The Tax Foundation released its “2009 Survey of U.S. Attitudes on Taxes, Government Spending and Wealth Distribution” yesterday.

Some interesting findings include:

  • 56 percent of respondents think taxes are too high;
  • Only 14 percent are willing to pay more than $10,000 a year in total taxes for the government services they receive from all level of governments—federal, state and local;
  • 34 percent prefer decreased government services and lower taxes, 36 percent want services and taxes to stay the same, only 10 percent want more services and higher taxes;
  • 44 percent would exchange their federal tax deductions, such as for home mortgage interest, for a cut in their income tax rate; and
  • 67 percent favor killing the death tax.

The results clearly show Americans do not want more government services and do not want to pay more taxes.

The most compelling finding is that Americans overwhelmingly favor completely killing off the death tax. Its time Congress acts to make this happen. Doing so would be a boon to the economy and prevent countless small businesses from being unnecessarily burdened by this unfair tax.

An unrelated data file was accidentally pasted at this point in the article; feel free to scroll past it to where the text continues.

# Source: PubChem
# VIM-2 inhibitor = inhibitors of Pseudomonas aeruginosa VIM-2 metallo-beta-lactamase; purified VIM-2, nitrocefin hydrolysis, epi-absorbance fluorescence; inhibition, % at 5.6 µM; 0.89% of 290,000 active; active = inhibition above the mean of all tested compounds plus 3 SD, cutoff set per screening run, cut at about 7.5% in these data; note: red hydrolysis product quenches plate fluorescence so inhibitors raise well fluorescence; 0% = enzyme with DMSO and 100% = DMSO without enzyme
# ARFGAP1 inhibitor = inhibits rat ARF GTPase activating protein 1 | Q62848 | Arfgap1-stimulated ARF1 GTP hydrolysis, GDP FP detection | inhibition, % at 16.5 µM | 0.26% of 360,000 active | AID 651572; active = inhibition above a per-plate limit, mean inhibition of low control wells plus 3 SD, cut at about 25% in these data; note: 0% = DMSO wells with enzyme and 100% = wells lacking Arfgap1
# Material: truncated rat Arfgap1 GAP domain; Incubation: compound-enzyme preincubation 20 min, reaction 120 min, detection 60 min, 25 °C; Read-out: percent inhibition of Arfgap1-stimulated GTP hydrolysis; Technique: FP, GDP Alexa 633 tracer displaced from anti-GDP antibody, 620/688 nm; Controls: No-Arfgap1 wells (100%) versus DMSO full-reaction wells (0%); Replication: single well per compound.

The least surprising finding is that 85 percent think the federal income tax code is too complex. And 82 percent think it needs to be completely overhauled, or at least major changes. President Obama recently formed a tax reform panel to study how to improve the tax code. The panel should seriously consider a flat tax because of its simplicity and positive economic impact.

Entitlement spending on social security and Medicare and Medicaid will explode the federal budget in the near future. Congress should note this survey finds a majority of Americans already think taxes are too high and 81 percent are unwilling to pay additional taxes to close the budget deficit. Fortunately there are policy solutions that fix the entitlement problem without raising taxes or expanding already enormous deficits.